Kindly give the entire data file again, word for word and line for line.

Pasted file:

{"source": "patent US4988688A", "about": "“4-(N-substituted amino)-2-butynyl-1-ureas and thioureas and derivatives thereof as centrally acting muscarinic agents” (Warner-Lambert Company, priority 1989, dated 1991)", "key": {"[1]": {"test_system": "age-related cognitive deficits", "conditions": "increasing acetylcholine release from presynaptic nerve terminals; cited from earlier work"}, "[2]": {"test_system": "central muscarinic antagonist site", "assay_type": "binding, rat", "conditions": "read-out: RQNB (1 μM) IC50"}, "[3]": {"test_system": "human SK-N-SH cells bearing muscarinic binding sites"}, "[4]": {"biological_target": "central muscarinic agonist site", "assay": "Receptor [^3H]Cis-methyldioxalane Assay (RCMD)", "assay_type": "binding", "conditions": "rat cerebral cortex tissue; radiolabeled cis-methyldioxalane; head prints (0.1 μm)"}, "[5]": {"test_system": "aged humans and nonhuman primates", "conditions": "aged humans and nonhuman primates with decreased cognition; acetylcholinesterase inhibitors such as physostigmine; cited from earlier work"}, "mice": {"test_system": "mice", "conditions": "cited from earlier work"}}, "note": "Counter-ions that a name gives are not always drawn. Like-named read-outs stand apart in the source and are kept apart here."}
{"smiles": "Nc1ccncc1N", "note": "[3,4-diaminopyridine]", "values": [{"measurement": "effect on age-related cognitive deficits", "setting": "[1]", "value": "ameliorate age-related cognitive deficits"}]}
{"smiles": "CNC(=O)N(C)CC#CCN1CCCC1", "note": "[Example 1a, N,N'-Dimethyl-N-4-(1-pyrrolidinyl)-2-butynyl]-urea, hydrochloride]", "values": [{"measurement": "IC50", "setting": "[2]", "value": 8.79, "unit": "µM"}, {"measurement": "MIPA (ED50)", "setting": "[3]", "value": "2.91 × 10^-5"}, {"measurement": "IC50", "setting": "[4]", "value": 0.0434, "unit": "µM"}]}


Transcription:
{"source": "patent US4988688A", "about": "“4-(N-substituted amino)-2-butynyl-1-ureas and thioureas and derivatives thereof as centrally acting muscarinic agents” (Warner-Lambert Company, priority 1989, dated 1991)", "key": {"[1]": {"test_system": "age-related cognitive deficits", "conditions": "increasing acetylcholine release from presynaptic nerve terminals; cited from earlier work"}, "[2]": {"test_system": "central muscarinic antagonist site", "assay_type": "binding, rat", "conditions": "read-out: RQNB (1 μM) IC50"}, "[3]": {"test_system": "human SK-N-SH cells bearing muscarinic binding sites"}, "[4]": {"biological_target": "central muscarinic agonist site", "assay": "Receptor [^3H]Cis-methyldioxalane Assay (RCMD)", "assay_type": "binding", "conditions": "rat cerebral cortex tissue; radiolabeled cis-methyldioxalane; head prints (0.1 μm)"}, "[5]": {"test_system": "aged humans and nonhuman primates", "conditions": "aged humans and nonhuman primates with decreased cognition; acetylcholinesterase inhibitors such as physostigmine; cited from earlier work"}, "mice": {"test_system": "mice", "conditions": "cited from earlier work"}}, "note": "Counter-ions that a name gives are not always drawn. Like-named read-outs stand apart in the source and are kept apart here."}
{"smiles": "Nc1ccncc1N", "note": "[3,4-diaminopyridine]", "values": [{"measurement": "effect on age-related cognitive deficits", "setting": "[1]", "value": "ameliorate age-related cognitive deficits"}]}
{"smiles": "CNC(=O)N(C)CC#CCN1CCCC1", "note": "[Example 1a, N,N'-Dimethyl-N-4-(1-pyrrolidinyl)-2-butynyl]-urea, hydrochloride]", "values": [{"measurement": "IC50", "setting": "[2]", "value": 8.79, "unit": "µM"}, {"measurement": "MIPA (ED50)", "setting": "[3]", "value": "2.91 × 10^-5"}, {"measurement": "IC50", "setting": "[4]", "value": 0.0434, "unit": "µM"}]}